By Naveen Athrappully
Wheat prices spiked after a Russian announcement that it would withdraw from the Black Sea export agreement, a decision which is expected to have a negative impact on the market.
On Monday, the most active contract on the Chicago Board of Trade (CBOT) rose by 5.7 percent as of 4:16 a.m. EDT, to trade at around $8.77 a bushel. Prices earlier had hit a high of $8.93 a bushel, which is its highest level since Oct. 14. Corn and soybean prices were also up.
“This is an inflationary move supporting prices of wheat and corn,” one Singapore-based trader told Reuters. “Prices have risen, but further gains will depend on how the situation unfolds.”
After Russia’s invasion of Ukraine in late February, grain shipments from Kyiv were halted. Ukraine is one of the major global suppliers of wheat. The Black Sea Grain Initiative was an agreement signed, on July 22, between Russia and Ukraine with Turkey and the United Nations.
The agreement allowed for the safe export of grain from certain ports. As of Oct. 30, more than 9.5 million tons of grain and foodstuffs have moved from Ukrainian ports under the initiative, according to data from the United Nations.
On Saturday, Russia announced that it is suspending the agreement, citing an alleged drone attack made by Ukraine against Moscow’s Black Sea Fleet ships off the coast of occupied Crimea.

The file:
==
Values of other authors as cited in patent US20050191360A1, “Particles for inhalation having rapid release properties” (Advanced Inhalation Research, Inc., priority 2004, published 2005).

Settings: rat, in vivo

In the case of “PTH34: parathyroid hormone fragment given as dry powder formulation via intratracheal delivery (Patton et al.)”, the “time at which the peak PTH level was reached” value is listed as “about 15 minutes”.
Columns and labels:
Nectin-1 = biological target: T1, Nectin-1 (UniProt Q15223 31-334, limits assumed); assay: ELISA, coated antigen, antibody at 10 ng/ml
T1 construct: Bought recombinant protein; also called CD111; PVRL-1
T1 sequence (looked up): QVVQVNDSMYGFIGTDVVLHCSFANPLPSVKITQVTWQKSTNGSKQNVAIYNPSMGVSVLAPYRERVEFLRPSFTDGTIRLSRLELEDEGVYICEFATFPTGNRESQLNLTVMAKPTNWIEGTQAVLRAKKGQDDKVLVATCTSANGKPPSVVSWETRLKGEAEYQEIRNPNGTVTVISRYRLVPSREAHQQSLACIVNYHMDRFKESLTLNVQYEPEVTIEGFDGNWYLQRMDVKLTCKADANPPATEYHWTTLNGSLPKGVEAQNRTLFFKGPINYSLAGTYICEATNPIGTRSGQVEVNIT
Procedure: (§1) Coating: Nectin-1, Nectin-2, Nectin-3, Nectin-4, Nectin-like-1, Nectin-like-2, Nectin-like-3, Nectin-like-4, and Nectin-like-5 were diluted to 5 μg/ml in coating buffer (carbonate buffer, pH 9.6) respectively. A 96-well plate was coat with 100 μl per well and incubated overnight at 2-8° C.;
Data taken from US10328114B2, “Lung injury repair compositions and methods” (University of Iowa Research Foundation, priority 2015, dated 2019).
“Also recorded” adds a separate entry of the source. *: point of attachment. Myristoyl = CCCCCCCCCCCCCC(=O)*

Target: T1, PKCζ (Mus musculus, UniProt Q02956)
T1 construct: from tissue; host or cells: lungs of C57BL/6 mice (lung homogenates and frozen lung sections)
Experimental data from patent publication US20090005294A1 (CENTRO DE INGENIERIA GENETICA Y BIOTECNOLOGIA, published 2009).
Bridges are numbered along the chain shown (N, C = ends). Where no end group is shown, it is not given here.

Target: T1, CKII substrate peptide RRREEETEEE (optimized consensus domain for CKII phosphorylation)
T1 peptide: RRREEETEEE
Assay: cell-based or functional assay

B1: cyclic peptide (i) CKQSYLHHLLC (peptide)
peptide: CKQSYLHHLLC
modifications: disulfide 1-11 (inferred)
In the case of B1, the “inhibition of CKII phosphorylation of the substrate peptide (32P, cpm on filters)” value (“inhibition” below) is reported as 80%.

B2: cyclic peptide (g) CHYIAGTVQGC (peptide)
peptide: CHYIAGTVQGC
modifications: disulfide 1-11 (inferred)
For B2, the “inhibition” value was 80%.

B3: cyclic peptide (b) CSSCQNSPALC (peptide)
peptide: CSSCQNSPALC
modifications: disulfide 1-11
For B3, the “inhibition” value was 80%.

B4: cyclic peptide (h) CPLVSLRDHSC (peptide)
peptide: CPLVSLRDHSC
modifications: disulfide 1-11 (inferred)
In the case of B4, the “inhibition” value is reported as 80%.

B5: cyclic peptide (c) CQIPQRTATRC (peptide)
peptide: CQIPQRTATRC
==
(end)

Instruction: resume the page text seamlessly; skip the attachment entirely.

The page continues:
The Russian decision puts at risk hundreds of thousands of tons of wheat that are booked for delivery to Africa and the Middle East, traders told Reuters. In addition, Ukraine’s corn exports to Europe are also expected to be affected.
A ship carrying 40,000 tons of wheat headed for Ethiopia under a UN aid program was stuck in Ukraine on Sunday, according to Oleksandr Kubrakov, Ukraine’s minister of infrastructure.
Ukraine’s Alleged Attack
Ukraine has denied responsibility for the attack against the Russian ships, insisting that Moscow mishandled their own weapons.
In a tweet on Oct. 30, Dmytro Kuleba, from Ukraine’s Ministry of Foreign Affairs, accused Russia of having “planned this well in advance” and pointed out that Kremlin’s action blocks 2 million tons of grains on 176 vessels already at sea.
“The current queue with grain has accumulated in the Black Sea since September, when Russia started deliberately delaying the functioning of the corridor and seeking to undermine the deal. Russia took the decision to resume its hunger games long ago and now tries to justify it,” Kuleba said.
A total of 12 cargo ships were due to leave the Black Sea ports controlled by Ukraine on Oct. 31, with four ships heading to these ports. Two ships loaded with grains reportedly left the ports on Monday, according to a Euro News report that cited data from the Marine Traffic website.
The grain deal was set to expire on Nov. 19. A day before Russia pulled out from the agreement, UN Secretary-General Antonio Guterres had asked both Russia and Ukraine to renew the export deal. Following Russia’s decision, Guterres delayed a foreign visit in a bid to try to revive the agreement.